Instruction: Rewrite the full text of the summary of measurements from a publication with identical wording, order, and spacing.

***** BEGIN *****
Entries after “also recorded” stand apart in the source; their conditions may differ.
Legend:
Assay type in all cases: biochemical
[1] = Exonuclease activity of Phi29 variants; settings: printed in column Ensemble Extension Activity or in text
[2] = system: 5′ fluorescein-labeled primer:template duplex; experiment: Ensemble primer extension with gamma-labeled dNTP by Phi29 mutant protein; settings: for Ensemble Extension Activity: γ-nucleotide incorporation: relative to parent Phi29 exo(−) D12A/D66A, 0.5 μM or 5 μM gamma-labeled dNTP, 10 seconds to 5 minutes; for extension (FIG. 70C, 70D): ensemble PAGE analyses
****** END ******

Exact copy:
Entries after “also recorded” stand apart in the source; their conditions may differ.
Legend:
Assay type in all cases: biochemical
[1] = Exonuclease activity of Phi29 variants; settings: printed in column Ensemble Extension Activity or in text
[2] = system: 5′ fluorescein-labeled primer:template duplex; experiment: Ensemble primer extension with gamma-labeled dNTP by Phi29 mutant protein; settings: for Ensemble Extension Activity: γ-nucleotide incorporation: relative to parent Phi29 exo(−) D12A/D66A, 0.5 μM or 5 μM gamma-labeled dNTP, 10 seconds to 5 minutes; for extension (FIG. 70C, 70D): ensemble PAGE analyses